How Stephen Hawking Helped Elevate Canada’s Science Profile
TORONTO—Renowned physicist Stephen Hawking, who died early today at his home in Cambridge, England at the age of 76, elevated Canada’s profile in the physics community in 2008 when he accepted a research post at the country’s “crown jewel” of theoretical physics study.
Hawking took on the title of distinguished research chair at the prestigious Perimeter Institute for Theoretical Physics in Waterloo, Ont., and visited the facility in the summer of 2010 and again in 2012.
His arrival in 2010 came several months after the institute named a new wing at its Waterloo facility after the wheelchair-bound scientist.
In a video conference prior to his visit, Hawking said the institute’s chosen focus on quantum theory and space-time was close to his heart.
Hawking, who also visited the underground SNOLAB neutrino observatory in Sudbury, Ont., in 1998 and 2012, became a scientific celebrity through his theories on black holes and the nature of time, work that he carried on despite becoming paralyzed by motor neurone disease.
During his second visit to the Sudbury facility, Hawking spoke to his hosts about the need for physics to be accessible to ordinary people.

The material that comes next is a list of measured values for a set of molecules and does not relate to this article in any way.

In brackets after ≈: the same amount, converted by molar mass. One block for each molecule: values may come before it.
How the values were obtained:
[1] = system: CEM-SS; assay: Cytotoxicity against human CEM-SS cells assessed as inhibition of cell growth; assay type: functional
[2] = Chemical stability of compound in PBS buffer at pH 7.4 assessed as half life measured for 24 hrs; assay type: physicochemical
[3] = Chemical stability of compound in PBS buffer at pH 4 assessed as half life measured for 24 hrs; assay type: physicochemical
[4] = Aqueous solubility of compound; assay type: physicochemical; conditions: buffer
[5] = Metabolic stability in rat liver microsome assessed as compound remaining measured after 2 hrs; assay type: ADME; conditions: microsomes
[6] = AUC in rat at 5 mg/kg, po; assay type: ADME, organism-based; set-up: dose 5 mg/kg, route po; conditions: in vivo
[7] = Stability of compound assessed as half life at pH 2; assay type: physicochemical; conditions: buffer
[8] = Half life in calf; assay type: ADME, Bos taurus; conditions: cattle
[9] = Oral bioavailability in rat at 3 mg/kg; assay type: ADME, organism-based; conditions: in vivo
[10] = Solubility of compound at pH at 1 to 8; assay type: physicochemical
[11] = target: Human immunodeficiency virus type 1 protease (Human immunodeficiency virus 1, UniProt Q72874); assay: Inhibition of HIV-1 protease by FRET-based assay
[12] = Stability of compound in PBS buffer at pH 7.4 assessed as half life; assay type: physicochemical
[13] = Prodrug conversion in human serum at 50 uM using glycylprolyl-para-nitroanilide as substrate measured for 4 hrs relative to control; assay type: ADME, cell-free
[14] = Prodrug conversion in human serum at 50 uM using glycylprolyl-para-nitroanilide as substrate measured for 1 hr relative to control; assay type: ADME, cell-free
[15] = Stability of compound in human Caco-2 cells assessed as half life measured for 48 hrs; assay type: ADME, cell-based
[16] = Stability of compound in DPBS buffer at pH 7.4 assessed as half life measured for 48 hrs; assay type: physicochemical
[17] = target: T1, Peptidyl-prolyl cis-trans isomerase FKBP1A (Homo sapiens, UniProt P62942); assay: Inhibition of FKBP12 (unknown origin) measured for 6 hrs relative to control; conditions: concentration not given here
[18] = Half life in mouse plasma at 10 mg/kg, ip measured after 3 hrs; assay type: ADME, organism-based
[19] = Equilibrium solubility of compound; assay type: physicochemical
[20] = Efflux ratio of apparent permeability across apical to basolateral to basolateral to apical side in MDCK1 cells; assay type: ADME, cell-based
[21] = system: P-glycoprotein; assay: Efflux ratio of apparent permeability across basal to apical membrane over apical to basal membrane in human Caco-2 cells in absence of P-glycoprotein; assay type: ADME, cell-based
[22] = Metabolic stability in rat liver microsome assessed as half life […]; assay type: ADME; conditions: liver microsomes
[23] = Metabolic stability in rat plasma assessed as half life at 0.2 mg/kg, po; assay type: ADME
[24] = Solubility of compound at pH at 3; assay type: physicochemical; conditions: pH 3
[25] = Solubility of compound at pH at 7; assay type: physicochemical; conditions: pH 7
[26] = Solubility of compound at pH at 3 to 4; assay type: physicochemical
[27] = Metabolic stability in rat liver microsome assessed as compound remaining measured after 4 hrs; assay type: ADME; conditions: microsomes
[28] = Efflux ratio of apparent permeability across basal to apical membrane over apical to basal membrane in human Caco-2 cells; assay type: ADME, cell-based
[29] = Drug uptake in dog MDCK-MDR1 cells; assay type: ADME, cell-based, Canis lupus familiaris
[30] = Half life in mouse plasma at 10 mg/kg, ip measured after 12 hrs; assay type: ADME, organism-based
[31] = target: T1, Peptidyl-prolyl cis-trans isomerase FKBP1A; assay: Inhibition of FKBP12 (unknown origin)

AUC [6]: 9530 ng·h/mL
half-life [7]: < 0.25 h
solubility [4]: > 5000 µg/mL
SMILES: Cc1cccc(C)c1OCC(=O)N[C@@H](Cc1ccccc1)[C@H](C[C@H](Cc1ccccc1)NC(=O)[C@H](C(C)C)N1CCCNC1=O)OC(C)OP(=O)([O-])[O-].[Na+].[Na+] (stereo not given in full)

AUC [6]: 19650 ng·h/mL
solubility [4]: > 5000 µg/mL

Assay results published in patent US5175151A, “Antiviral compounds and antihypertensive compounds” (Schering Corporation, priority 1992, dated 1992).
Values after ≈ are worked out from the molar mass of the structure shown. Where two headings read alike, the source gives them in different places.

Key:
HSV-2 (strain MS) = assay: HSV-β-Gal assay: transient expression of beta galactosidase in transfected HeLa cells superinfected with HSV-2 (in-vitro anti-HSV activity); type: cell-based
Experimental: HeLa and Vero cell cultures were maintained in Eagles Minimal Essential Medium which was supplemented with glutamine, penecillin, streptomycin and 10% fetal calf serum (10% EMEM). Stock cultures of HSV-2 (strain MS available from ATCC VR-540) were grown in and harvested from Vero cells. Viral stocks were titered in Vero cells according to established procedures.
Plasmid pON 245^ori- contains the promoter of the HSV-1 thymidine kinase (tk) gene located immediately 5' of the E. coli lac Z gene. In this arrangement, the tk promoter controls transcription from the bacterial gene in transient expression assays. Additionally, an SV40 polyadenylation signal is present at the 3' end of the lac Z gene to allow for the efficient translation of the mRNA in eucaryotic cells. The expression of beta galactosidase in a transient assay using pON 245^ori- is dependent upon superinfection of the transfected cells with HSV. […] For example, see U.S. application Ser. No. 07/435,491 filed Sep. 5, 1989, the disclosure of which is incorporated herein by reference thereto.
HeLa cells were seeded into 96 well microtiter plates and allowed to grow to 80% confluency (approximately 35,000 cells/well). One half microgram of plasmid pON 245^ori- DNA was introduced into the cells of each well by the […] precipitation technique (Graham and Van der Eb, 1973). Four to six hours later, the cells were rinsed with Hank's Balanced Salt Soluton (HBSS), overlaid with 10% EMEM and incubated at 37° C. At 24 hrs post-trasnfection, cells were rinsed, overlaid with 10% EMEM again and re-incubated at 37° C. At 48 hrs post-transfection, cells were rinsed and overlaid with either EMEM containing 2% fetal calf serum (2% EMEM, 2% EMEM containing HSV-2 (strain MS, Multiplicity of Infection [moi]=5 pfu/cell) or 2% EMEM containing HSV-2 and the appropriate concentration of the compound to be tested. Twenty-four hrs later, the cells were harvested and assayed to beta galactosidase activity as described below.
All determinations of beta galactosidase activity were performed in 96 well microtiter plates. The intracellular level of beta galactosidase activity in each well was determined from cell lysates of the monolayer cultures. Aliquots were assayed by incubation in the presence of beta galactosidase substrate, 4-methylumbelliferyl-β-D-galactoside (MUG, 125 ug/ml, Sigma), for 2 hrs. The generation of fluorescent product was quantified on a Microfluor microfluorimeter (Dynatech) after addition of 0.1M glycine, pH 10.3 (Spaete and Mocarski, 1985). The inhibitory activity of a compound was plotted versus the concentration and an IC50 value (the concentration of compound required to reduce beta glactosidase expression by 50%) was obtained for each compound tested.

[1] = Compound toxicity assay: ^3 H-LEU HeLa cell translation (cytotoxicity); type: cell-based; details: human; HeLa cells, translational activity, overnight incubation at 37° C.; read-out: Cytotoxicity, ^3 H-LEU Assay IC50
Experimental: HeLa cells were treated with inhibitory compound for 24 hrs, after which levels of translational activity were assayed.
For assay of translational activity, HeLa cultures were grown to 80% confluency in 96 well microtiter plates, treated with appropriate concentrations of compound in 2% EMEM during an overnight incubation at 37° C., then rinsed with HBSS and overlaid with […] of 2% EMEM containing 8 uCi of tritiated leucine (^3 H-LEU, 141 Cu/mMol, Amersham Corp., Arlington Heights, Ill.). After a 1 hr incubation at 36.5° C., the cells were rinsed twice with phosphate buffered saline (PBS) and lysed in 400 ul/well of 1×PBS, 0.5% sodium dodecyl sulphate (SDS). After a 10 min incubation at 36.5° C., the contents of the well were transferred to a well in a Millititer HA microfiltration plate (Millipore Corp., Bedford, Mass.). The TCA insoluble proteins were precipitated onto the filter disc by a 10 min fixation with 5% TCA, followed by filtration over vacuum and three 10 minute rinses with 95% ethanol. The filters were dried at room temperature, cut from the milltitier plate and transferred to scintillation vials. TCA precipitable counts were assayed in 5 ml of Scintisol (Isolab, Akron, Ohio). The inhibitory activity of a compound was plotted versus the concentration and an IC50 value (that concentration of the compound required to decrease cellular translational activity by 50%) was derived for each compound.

“I hope I have helped to raise the profile of science and to show that physics is not a mystery but can be understood by ordinary people,” he said at the time.
“My advice to other disabled people is to concentrate on things your disability doesn’t prevent you from doing well and don’t regret the things it interferes with. Don’t be disabled in spirit,” he said.
His 1988 book “A Brief History of Time” was an international bestseller; “A Briefer History of Time,” intended to be more accessible, followed in 2005.
His early life was chronicled in the 2014 film “The Theory of Everything,” with Eddie Redmayne winning the best actor Academy Award for his portrayal of the scientist.
“Saddened to learn of the passing of Stephen Hawking,” Canadian Defence Minister Harjit Sajjan said in a tweet.